The Community Social Services Bargaining Association. There are about 1,500 HEU members in the CSSBA, most working in group homes, day programs, transition houses and other community social services. The BC General Employees' Union (BCGEU) has the majority of CSSBA members, and is the lead negotiator in this bargaining association.

See “Bargaining Association” above for more information.


Community Social Services Employer’ Association (CSSEA) is the bargaining representative for the employers in the Community Social Services Bargaining Association of Unions (CSSBA).



An HEU member who has been elected by their local to represent them at an HEU conference or convention. Delegates are always democratically elected, according to HEU by-laws.


How many delegates your local is entitled to send to a bargaining conference.

Employment Standards Act (ESA)

The minimum employment rights that workers have. These laws usually set minimum wages, maximum hours of work, vacation, holidays and other working conditions. Both unionized and non-unionized employees have a right to these working standards, although collective agreements often contain higher standards.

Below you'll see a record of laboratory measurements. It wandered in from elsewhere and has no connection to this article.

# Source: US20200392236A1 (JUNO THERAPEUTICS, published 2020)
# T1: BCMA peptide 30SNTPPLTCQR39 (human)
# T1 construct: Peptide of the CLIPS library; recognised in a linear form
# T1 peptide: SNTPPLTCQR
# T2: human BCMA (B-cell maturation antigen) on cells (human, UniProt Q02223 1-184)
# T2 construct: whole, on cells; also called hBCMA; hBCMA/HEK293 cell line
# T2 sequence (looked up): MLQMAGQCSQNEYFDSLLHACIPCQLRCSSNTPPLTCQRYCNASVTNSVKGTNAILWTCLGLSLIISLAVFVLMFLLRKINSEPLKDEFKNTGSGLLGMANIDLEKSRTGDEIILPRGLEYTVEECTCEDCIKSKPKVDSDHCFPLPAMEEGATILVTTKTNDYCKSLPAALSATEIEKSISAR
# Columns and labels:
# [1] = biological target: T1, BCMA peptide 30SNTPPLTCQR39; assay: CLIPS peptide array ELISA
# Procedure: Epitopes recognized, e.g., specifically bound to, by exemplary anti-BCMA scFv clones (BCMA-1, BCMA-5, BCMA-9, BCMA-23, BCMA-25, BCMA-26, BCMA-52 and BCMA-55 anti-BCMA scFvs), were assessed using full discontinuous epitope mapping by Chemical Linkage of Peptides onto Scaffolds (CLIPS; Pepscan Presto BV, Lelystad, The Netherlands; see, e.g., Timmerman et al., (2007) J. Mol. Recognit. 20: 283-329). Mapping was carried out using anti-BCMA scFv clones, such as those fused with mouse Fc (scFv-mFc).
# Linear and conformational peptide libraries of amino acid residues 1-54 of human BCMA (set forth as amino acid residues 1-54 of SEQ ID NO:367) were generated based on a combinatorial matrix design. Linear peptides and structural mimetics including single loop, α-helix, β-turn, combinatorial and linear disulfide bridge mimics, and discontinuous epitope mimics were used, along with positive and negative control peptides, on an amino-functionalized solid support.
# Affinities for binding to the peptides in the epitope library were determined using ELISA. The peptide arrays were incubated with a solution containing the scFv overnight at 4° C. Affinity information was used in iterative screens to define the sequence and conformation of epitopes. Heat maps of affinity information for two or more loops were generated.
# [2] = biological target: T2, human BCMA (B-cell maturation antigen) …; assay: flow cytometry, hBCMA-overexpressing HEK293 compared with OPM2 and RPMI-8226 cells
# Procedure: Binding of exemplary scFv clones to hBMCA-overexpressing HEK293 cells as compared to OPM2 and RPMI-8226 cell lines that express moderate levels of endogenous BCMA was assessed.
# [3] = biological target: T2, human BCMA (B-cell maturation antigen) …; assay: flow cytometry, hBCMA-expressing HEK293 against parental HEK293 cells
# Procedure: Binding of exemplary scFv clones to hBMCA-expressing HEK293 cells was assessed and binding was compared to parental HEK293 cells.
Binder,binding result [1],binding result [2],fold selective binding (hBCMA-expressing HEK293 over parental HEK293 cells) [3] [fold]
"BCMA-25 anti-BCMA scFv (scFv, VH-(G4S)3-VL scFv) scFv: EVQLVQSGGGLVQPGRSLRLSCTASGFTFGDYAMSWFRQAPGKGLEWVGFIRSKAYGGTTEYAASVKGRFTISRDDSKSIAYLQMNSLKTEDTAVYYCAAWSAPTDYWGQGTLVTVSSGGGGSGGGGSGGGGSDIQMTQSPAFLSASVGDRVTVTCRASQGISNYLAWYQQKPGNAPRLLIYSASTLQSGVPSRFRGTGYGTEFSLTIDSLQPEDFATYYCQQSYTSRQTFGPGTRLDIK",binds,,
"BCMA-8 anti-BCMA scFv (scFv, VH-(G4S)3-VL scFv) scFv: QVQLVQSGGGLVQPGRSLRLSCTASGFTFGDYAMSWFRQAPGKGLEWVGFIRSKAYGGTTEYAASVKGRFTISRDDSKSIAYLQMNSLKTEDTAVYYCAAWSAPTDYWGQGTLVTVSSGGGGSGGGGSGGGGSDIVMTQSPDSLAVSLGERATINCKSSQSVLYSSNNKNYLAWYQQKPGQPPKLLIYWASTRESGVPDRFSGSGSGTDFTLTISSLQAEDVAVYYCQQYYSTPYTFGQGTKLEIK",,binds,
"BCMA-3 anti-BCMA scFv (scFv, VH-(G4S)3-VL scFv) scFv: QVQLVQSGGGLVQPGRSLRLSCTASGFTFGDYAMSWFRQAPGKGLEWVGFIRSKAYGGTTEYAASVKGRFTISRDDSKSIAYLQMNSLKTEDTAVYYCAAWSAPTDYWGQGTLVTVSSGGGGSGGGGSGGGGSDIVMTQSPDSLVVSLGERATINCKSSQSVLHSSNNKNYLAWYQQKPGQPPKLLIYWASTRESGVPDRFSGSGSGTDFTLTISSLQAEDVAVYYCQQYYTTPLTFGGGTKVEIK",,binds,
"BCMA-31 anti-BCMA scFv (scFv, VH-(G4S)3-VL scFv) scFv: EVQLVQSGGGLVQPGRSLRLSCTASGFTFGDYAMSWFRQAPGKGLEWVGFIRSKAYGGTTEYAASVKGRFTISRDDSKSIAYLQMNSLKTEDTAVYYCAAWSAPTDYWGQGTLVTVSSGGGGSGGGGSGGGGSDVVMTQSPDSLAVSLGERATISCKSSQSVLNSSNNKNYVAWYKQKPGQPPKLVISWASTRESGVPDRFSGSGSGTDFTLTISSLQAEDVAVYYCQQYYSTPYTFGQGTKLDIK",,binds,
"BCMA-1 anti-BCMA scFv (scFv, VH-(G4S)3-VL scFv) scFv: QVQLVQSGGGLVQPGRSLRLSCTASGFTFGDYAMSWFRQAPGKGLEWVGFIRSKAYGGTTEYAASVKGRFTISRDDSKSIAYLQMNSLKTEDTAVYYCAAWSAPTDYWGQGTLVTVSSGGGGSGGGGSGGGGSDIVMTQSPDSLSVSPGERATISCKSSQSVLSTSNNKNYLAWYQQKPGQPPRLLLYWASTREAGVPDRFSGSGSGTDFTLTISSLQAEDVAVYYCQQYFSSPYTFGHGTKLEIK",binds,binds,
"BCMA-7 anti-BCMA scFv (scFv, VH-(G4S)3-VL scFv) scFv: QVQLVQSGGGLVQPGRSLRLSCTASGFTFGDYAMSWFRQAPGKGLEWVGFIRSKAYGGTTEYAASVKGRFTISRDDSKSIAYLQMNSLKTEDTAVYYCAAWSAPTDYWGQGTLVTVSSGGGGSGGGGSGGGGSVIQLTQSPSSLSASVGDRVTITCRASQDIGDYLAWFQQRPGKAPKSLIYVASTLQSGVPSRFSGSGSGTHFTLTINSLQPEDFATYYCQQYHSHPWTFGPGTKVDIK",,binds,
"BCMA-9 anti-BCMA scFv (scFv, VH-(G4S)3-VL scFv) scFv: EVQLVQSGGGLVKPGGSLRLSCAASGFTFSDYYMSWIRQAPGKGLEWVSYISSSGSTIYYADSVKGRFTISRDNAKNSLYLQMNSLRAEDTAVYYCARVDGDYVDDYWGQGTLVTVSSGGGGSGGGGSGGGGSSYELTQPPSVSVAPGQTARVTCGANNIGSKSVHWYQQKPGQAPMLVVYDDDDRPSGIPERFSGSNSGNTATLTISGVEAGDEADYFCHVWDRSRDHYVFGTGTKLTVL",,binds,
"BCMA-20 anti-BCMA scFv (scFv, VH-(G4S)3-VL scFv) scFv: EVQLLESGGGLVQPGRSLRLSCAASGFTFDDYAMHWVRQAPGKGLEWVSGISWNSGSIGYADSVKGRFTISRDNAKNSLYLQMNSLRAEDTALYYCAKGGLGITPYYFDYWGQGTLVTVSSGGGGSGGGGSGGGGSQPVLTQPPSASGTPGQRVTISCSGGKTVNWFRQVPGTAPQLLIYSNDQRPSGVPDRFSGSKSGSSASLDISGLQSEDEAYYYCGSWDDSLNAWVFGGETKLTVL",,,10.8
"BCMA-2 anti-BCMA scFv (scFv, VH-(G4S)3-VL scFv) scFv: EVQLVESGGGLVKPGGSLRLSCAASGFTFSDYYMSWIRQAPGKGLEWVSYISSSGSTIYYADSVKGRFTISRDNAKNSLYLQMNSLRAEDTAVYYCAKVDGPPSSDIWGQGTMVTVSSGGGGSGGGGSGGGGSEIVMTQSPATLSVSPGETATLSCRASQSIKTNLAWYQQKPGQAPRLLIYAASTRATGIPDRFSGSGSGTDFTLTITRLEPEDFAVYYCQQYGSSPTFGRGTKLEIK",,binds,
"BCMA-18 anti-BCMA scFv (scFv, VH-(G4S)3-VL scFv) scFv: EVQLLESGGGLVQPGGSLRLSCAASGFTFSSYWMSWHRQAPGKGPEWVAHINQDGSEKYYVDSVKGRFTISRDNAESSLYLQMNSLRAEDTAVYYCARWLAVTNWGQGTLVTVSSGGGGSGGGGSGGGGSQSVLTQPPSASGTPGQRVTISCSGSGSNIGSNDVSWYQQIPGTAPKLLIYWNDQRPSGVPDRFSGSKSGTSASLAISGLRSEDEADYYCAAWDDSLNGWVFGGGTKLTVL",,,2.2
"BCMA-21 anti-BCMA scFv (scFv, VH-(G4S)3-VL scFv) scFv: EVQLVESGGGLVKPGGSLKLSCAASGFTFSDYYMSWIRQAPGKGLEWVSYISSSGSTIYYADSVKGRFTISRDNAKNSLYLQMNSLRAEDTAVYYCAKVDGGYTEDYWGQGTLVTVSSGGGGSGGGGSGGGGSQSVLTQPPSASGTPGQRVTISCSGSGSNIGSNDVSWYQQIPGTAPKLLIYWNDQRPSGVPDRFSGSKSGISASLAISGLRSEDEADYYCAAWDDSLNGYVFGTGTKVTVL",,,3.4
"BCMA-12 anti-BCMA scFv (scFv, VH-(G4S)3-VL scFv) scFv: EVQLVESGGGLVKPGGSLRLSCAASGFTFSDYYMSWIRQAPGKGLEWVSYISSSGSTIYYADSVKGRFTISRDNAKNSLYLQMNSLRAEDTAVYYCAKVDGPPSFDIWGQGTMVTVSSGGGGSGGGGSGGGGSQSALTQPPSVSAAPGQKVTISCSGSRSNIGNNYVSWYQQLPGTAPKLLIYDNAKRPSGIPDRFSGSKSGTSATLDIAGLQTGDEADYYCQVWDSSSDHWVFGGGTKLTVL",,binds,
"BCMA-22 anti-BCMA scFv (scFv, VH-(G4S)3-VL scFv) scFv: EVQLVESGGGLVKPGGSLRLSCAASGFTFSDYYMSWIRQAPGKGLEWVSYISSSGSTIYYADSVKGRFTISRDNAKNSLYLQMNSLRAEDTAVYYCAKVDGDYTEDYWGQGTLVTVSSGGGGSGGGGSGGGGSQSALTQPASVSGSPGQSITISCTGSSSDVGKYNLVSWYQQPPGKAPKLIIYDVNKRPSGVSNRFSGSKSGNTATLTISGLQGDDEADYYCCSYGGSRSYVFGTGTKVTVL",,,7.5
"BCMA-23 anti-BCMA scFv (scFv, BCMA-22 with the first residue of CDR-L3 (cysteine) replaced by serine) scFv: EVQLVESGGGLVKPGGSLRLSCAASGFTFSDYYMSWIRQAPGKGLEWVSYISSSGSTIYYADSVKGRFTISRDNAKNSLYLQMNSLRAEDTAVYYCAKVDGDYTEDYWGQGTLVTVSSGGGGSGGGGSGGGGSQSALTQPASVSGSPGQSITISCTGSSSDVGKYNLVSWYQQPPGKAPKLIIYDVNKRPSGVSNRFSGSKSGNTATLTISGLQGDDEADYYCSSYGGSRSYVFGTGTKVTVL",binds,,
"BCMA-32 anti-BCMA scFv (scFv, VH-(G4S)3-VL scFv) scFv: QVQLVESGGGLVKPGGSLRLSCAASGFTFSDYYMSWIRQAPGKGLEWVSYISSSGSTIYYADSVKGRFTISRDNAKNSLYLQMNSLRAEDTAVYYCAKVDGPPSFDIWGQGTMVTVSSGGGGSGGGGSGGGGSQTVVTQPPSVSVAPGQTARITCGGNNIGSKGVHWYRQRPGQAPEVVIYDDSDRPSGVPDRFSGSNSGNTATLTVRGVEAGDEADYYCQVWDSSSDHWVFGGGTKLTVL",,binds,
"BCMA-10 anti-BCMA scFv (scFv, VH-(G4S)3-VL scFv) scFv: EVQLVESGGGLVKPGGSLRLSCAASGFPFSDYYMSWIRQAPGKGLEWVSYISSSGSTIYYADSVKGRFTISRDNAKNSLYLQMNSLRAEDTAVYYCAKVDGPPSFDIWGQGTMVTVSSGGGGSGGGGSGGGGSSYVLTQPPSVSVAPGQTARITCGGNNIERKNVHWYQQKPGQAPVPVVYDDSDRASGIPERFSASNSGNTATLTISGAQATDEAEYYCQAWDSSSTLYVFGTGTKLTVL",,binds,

The Facilities Bargaining Association. You may also see references to the FBA Agreement or the Facilities Agreement, and Facilities members. HEU makes up more than 90 per cent of all FBA members, and is the lead negotiator for this bargaining association.

HEU FBA members provide direct care and support services in hospitals, care homes, administration services and in the supply chain. They’re employed by health authorities, or by a number of affiliated care home and health care employers.

See “Bargaining Association” above for more information.

First collective agreement

A first collective agreement is typically negotiated between an employer and the union for a newly organized bargaining unit.


Health Employers’ Association of British Columbia (HEABC) is the bargaining representative for the employers in the Facilities Bargaining Association (FBA) and Community Subsector Association of Bargaining Agents (CBA) collective agreements.


This simply refers to anything written in the collective agreement. When bargaining refers to “new language” it often means making a change to a way a clause is worded, to make the meaning clearer.

If clauses in a collective agreement are frequently misunderstood by members or employers, you may want to suggest improving the language. Minor changes are sometimes called "housekeeping changes."

Letter of Understanding (LOU)

An agreement in writing between the union and the employer. An LOU is often part of the collective agreement.


A process for reaching a collective agreement or resolving a disagreement with help from a neutral person. The recommendation of a mediator does not have to be followed. Mediation is not “binding’ to the parties involved.

Memorandum of Agreement (MOA)